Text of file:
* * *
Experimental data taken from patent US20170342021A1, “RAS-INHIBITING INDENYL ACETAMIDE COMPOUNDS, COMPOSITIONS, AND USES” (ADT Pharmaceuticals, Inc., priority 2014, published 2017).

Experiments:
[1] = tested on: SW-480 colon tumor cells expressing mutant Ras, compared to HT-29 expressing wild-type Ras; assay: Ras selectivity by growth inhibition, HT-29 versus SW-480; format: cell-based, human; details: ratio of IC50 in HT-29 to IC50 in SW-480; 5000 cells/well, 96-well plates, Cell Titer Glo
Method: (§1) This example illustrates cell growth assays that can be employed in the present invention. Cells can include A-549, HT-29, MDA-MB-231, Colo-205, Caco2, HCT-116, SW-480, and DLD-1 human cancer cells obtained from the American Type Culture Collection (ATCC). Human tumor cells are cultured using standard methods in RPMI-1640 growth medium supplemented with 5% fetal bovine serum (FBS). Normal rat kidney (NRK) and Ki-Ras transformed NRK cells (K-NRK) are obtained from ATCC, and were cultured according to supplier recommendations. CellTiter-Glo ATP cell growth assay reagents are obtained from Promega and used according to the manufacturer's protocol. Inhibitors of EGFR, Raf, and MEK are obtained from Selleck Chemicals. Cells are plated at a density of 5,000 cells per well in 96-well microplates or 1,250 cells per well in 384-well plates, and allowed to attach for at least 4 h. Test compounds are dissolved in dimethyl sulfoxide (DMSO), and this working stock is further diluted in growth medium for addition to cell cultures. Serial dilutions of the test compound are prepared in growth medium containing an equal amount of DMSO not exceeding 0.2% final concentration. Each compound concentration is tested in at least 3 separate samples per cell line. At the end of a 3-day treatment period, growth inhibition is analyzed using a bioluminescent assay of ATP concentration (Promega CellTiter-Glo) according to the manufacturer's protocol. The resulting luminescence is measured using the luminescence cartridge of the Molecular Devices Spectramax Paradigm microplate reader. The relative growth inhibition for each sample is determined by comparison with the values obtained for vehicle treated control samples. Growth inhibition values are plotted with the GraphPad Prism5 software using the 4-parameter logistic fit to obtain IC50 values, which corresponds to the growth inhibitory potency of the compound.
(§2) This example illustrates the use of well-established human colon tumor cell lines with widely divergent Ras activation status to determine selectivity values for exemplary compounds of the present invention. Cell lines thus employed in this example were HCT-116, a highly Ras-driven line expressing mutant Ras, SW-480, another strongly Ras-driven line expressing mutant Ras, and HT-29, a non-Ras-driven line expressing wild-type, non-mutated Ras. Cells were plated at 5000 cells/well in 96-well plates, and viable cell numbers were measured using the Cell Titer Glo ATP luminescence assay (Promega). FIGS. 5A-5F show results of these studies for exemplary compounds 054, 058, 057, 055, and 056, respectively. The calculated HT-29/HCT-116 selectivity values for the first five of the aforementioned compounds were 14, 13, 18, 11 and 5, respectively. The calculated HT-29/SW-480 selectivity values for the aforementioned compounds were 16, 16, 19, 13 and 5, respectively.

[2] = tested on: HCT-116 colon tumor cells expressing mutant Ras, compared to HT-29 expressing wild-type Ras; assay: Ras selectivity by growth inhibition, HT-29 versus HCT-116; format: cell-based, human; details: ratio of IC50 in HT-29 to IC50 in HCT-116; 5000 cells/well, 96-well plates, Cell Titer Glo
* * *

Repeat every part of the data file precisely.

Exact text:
Experimental data taken from patent US20170342021A1, “RAS-INHIBITING INDENYL ACETAMIDE COMPOUNDS, COMPOSITIONS, AND USES” (ADT Pharmaceuticals, Inc., priority 2014, published 2017).

Experiments:
[1] = tested on: SW-480 colon tumor cells expressing mutant Ras, compared to HT-29 expressing wild-type Ras; assay: Ras selectivity by growth inhibition, HT-29 versus SW-480; format: cell-based, human; details: ratio of IC50 in HT-29 to IC50 in SW-480; 5000 cells/well, 96-well plates, Cell Titer Glo
Method: (§1) This example illustrates cell growth assays that can be employed in the present invention. Cells can include A-549, HT-29, MDA-MB-231, Colo-205, Caco2, HCT-116, SW-480, and DLD-1 human cancer cells obtained from the American Type Culture Collection (ATCC). Human tumor cells are cultured using standard methods in RPMI-1640 growth medium supplemented with 5% fetal bovine serum (FBS). Normal rat kidney (NRK) and Ki-Ras transformed NRK cells (K-NRK) are obtained from ATCC, and were cultured according to supplier recommendations. CellTiter-Glo ATP cell growth assay reagents are obtained from Promega and used according to the manufacturer's protocol. Inhibitors of EGFR, Raf, and MEK are obtained from Selleck Chemicals. Cells are plated at a density of 5,000 cells per well in 96-well microplates or 1,250 cells per well in 384-well plates, and allowed to attach for at least 4 h. Test compounds are dissolved in dimethyl sulfoxide (DMSO), and this working stock is further diluted in growth medium for addition to cell cultures. Serial dilutions of the test compound are prepared in growth medium containing an equal amount of DMSO not exceeding 0.2% final concentration. Each compound concentration is tested in at least 3 separate samples per cell line. At the end of a 3-day treatment period, growth inhibition is analyzed using a bioluminescent assay of ATP concentration (Promega CellTiter-Glo) according to the manufacturer's protocol. The resulting luminescence is measured using the luminescence cartridge of the Molecular Devices Spectramax Paradigm microplate reader. The relative growth inhibition for each sample is determined by comparison with the values obtained for vehicle treated control samples. Growth inhibition values are plotted with the GraphPad Prism5 software using the 4-parameter logistic fit to obtain IC50 values, which corresponds to the growth inhibitory potency of the compound.
(§2) This example illustrates the use of well-established human colon tumor cell lines with widely divergent Ras activation status to determine selectivity values for exemplary compounds of the present invention. Cell lines thus employed in this example were HCT-116, a highly Ras-driven line expressing mutant Ras, SW-480, another strongly Ras-driven line expressing mutant Ras, and HT-29, a non-Ras-driven line expressing wild-type, non-mutated Ras. Cells were plated at 5000 cells/well in 96-well plates, and viable cell numbers were measured using the Cell Titer Glo ATP luminescence assay (Promega). FIGS. 5A-5F show results of these studies for exemplary compounds 054, 058, 057, 055, and 056, respectively. The calculated HT-29/HCT-116 selectivity values for the first five of the aforementioned compounds were 14, 13, 18, 11 and 5, respectively. The calculated HT-29/SW-480 selectivity values for the aforementioned compounds were 16, 16, 19, 13 and 5, respectively.

[2] = tested on: HCT-116 colon tumor cells expressing mutant Ras, compared to HT-29 expressing wild-type Ras; assay: Ras selectivity by growth inhibition, HT-29 versus HCT-116; format: cell-based, human; details: ratio of IC50 in HT-29 to IC50 in HCT-116; 5000 cells/well, 96-well plates, Cell Titer Glo